Saying he disagrees with Governor Keating's gloomy assessment of Oklahoma's public school system, a Senate education leader urged the state chief executive to take a closer look at the evidence before he condemns a decade of work by teachers, students and parents statewide.
"Apparently, all Governor Keating sees in our public schools is doom, gloom and failure, but I think the more accurate picture is one of teachers, students and parents working together to make some notable improvements in spite of the very limited resources they have at their disposal," said Senator Cal Hobson, chairman of the Senate Appropriations Subcommittee on Education.
Wednesday, Governor Keating issued a press release decrying what he felt was a lack of progress in the public schools given recent funding increases approved by the Legislature. The governor was apparently reacting to a new report which indicated that Oklahoma had fallen to 50th in per pupil expenditures.
"I said the 50th ranking should serve as a wake-up call and it apparently did for our governor. I would just encourage him to take a closer look at some of the evidence before he issues a sweeping condemnation of our public schools and the people who run them," said Hobson.
In his release, Governor Keating cited only a handful of test scores which had not increased in the past few years. What he ignored, however, were a number of other scores which showed a marked improvement during the same period. For example, scores of 3rd and 7th graders improved on the Iowa Skills Tests; scores of 5th, 8th and 11th graders improved on the state's math and science core curriculum exams; Oklahoma 4th and 8th graders posted the eighth highest scores on a national reading test in Februrary; and scores on the Scholastic Aptitude Test (SAT), a college entrance exam, improved.
"Those improved test scores certainly don't mean we've solved every problem in our public schools, but they do represent important progress that shouldn't be ignored. Pretending that we haven't seen any improvement is really a slap in the face to our teachers and our students," said Hobson.
"No one is trying to argue that every single measurement of success is shooting through the roof, but at the same time, I think it's disingenuous for Governor Keating to claim that we 'failed' when we increased funding for schools in the 1990's. I don't think Oklahoma will ever fail by allocating more resources to its school kids, especially when we rank 50th in the country in that category.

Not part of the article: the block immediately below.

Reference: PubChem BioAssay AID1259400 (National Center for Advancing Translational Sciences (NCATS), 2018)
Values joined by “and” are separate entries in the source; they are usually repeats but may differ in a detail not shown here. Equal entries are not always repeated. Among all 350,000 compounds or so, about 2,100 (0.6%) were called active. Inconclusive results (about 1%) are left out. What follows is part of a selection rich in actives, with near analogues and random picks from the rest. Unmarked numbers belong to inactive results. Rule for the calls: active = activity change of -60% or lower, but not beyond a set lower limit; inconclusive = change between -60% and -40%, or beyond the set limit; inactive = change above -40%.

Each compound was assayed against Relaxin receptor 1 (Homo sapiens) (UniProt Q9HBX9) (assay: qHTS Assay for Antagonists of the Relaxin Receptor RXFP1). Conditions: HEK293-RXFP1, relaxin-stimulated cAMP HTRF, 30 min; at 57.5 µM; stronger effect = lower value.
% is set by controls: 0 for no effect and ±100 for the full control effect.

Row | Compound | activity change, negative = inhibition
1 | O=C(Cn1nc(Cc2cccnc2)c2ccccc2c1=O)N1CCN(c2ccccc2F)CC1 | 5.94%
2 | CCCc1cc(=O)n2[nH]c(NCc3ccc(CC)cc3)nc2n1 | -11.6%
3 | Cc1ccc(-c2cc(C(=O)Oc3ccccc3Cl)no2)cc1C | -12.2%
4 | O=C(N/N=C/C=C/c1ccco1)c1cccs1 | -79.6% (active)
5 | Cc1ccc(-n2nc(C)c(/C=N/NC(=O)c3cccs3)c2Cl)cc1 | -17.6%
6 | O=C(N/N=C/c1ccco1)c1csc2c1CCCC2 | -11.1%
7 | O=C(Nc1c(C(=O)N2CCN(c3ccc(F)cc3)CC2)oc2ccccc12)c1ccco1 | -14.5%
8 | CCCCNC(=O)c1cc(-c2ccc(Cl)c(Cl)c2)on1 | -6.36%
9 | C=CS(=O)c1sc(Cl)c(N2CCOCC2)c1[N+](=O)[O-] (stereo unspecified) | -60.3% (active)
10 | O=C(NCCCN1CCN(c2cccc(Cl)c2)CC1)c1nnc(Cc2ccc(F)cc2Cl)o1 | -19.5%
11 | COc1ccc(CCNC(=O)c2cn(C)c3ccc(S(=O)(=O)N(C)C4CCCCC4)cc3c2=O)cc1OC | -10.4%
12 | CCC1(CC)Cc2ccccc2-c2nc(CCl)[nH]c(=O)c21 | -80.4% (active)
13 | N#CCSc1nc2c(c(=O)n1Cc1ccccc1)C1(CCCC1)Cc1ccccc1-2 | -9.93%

"Governor Keating apparently disagrees with me, but I don¹t think the reforms of HB 1017 or the increased funding for education was a mistake."
The Governor also indicated in his press release that no school reforms were enacted in Oklahoma during the 1990's, a characterization that just isn't true, according to Hobson.
"I'll give Governor Keating the benefit of the doubt because he didn't live in Oklahoma at the time, but in 1990 policy makers and Oklahoma voters enacted a pretty substantial reform package called HB 1017. We've spent the past nine years implementing reforms ranging from smaller class sizes to a tougher school curriculum," noted Hobson.
"I guess when the Governor says we haven't passed any reforms what he really means is we haven't passed his ideas and his ideas only."
In his public statements on education, Governor Keating has repeatedly called for his version of school "reform," but has been reluctant to attach the funding required to pay for his proposals. Hobson noted that lawmakers have advanced Keating's reform package through the Legislature this session along with reform proposals of their own, keeping the dialogue open on school improvements.
"We've shown a willingness to consider his ideas, but it would be nice if he would meet us halfway and acknowledge that his proposals aren't free. Without money attached to them, Governor Keating's reform initiatives are just one more unfunded mandate handed down by the government. I don't think he supports that," said Hobson.
The Senate budget leader says he is confident that legislators and the Governor will still be able to reach a bipartisan agreement on education this year, one that includes both reforms and a commitment of funding to pay for them.
"I think sometimes public officials get locked into their own rhetoric and they say things in public that they know aren¹t the whole truth. If we continue our discussions and put our various political biases aside, I think we can all agree to an education reform and funding package before sessions adjourns," said Senator Hobson.